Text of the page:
SYDNEY (Reuters) – Australian Prime Minister Scott Morrison has sought support for an international investigation into the coronavirus pandemic in phone calls with U.S. President Donald Trump, and the German and French leaders overnight, the government said on Wednesday.
Australia’s push for an independent review of the origins and spread of the pandemic, including the response of the World Health Organization (WHO), has drawn sharp criticism from China, which has accused Australian lawmakers of taking instructions from the United States.
The new coronavirus is believed to have emerged in a market in the central Chinese city of Wuhan late last year. It has spread around the world infecting some 2.3 million people and killing nearly 160,000, according to Reuters calculations.
Morrison said on Twitter he had “a very constructive discussion” with Trump on the two nation’s health responses to COVID-19 and the need to get economies up and running.
“We also talked about the WHO & working together to improve the transparency & effectiveness of the international responses to pandemics,” he tweeted.
Morrison also spoke to German Chancellor Angela Merkel and French President Emmanuel Macron by phone, his office said.
The White House has been fiercely critical of China and the WHO, and has withdrawn U.S. funding from the United Nations agency.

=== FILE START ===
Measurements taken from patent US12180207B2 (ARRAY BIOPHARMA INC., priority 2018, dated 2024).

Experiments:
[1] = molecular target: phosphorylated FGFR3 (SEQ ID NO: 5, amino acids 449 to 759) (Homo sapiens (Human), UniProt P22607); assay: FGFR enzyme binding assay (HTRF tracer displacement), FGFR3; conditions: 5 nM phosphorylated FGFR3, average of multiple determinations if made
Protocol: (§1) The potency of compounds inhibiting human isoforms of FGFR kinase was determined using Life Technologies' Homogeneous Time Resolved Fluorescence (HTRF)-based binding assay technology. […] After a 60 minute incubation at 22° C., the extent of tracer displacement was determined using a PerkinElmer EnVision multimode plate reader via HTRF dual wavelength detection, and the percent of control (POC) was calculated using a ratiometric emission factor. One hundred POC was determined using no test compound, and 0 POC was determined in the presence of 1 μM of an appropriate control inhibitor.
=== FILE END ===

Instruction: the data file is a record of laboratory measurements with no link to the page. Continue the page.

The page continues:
Senior Australian lawmakers have also called for an inquiry into the origins of the coronavirus, and questioned Beijing’s transparency over a pandemic now paralysing the world.
China’s embassy in Canberra said in a statement late on Tuesday that Australian lawmakers were acting as the mouthpiece of Trump.
“These days, certain Australian politicians are keen to parrot what those Americans have asserted and simply follow them in staging political attacks on China,” a statement for the embassy said.
Bilateral ties between Australia and China have soured in recent years, with Canberra accusing Beijing of meddling in its domestic affairs and raising concerns about what it sees as China’s growing influence in the Pacific region.
Diplomatic relations with China worsened after the Australian government became the first country to exclude telecoms equipment maker Huawei Technologies [HWT.UL] from its 5G network.
Still, China is Australia’s largest trading partner, buying more than one-third of the country’s total exports and sending more than a million tourists and students there each year.
Treasurer Josh Frydenberg said Australia maintains “a good relationship at the commercial level with China” and local jobs relied on this.
He told the Australian Broadcasting Corp attacks by Chinese officials on Australian lawmakers were “unwanted and unjustified”.
Australia has just over 6,600 cases of the virus nationally, with the death toll rising to 74 overnight when a 75-year-old man and an 80-year-old woman died in New South Wales state.
Australia has for more than a month imposed tough social distancing restrictions, closed it borders to all non-residents and forced locals returning from overseas into quarantine.
The restrictions have severely slowed the spread of the virus, prompting plans to start re-opening schools and hospital beds for non-urgent surgeries.
Local lawmakers have also eased some curbs, with Australia’s iconic Bondi Beach to partially reopen next week. – Reuters